• Raising productivity and staff retention – Healthy and happy employees are less likely to be absent and more prone to be productive and stay in their role.
  • Reducing Presenteeism – ‘Presenteeism’ – being present at work but unable to fully function is becoming a bigger problem than staff absences.
  • Improves reputation – Employees with a strong mental health policy helps to attract potential applications. Currently employees are also more likely to recommend the organisation to improve the reputation of the company.

What are the main guidelines to support employers’ mental health practices?

The Health and Safety Executive (HSE) Management Standards

These standards provide a framework for managing work-related stress and support employers in identifying and addressing potential sources of stress in the workplace.

They cover six key areas of work that affect not only mental health but related problems such as poor health, lower productivity and increased accident and sickness absence rates.

  • Demands – this includes issues such as workload, work patterns and the work environment.
  • Control – how much say the person has in the way they do their work.
  • Support – this includes the encouragement, sponsorship and resources provided by the organisation, line management and colleagues.
  • Relationships – this includes promoting positive working to avoid conflict and dealing with unacceptable behaviour.
  • Role – whether people understand their role within the organisation and whether the organisation ensures that they do not have conflicting roles.
  • Change – how organisational change (large or small) is managed and communicated in the organisation.

The Thriving at Work Review

This is an independent review of mental health in the workplace, commissioned by the UK government in 2017.

Thriving at Work sets out what employers can do to better support all employees, including those with mental health problems to remain in and thrive through work. It sets out six core standards for employers to follow to support employee mental health, including promoting open conversations about mental health and providing appropriate support:

  • Make a mental health at work plan and tell workers about it.
  • Make sure that workers know about mental health.
  • When workers are finding things hard, give them the chance to talk about mental health and the help and support they can get.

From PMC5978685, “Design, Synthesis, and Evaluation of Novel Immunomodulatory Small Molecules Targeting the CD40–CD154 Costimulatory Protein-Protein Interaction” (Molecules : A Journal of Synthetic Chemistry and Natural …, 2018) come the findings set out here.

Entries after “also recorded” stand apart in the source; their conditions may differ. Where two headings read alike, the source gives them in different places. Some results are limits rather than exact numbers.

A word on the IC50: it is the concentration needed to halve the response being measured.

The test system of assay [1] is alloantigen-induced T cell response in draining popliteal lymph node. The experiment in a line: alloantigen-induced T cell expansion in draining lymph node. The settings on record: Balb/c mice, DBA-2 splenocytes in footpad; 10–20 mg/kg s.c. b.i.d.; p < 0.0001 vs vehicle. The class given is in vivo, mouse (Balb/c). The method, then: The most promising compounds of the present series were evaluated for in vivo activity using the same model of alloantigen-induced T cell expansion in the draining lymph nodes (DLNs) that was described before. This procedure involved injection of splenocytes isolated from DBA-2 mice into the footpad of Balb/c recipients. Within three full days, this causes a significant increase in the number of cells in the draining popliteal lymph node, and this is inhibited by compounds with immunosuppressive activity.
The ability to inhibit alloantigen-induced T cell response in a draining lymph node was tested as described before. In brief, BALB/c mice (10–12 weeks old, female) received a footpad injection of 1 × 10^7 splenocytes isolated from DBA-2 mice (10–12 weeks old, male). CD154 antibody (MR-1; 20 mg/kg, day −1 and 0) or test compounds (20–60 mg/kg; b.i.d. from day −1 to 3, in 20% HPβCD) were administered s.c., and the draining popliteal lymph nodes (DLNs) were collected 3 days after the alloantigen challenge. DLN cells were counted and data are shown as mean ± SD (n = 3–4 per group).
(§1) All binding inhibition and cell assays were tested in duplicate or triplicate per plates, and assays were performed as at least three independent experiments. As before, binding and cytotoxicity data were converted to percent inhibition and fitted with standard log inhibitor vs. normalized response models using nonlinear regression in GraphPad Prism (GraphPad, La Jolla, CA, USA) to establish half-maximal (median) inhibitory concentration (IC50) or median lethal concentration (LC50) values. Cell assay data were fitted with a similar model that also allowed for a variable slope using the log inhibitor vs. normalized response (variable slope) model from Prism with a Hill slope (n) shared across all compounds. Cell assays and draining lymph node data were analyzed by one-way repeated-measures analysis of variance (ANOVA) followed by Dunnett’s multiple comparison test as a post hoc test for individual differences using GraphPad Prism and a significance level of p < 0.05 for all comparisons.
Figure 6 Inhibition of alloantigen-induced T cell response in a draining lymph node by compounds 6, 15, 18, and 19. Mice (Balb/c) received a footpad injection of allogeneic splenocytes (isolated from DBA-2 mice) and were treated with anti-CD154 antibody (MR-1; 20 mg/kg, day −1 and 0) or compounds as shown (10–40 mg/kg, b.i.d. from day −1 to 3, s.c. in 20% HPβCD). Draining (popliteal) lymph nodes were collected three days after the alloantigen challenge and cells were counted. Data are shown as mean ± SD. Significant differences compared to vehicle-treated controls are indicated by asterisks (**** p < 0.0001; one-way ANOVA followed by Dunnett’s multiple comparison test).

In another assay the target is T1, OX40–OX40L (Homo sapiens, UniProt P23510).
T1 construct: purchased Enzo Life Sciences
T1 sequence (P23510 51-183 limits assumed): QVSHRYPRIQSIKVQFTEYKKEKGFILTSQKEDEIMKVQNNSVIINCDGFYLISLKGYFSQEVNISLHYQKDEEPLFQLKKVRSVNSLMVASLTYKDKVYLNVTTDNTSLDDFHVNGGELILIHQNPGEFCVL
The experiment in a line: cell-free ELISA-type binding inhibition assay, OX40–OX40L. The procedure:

• Make sure workers have control and a sense of purpose about their work. Working should make people feel good.
  • Make sure that managers and supervisors manage people properly.
  • Make regular checks on workers’ mental health and their wellbeing.


How do employers support their staff with digital tools and resources?

Broadening mental health support so it’s accessible, tailored to employees’ needs and circumstances, and delivered in a convenient way, can make a difference.

Digital mental health solutions offer this flexibility. They can be easily integrated into broader wellbeing provision and used alongside human support, enabling employers to deliver support at scale, but in a personalised way. And crucially, they are accessible and anonymous, letting employees take control of their mental health while removing the stigma that might discourage them from asking for help. Evidence-based digital interventions are also proven to deliver results.

Read our Employer Guide to the Benefits of Digital Mental Health Solutions to Support Employee Wellbeing.

Want to find out more?

We want to open the conversation about how digital can be used to companies in adopting strong workplace mental health support. We will be hosting a Digital Mindset event on 21 June, that can be Live Streamed from anywhere in the UK.

Digital Mindset is an agnostic event aimed at creating discussion and information around the benefits of digital mental health solutions.

Register your interest now, to get access and be reminded closer to the date so that you remember to attend.

Register here

You may also like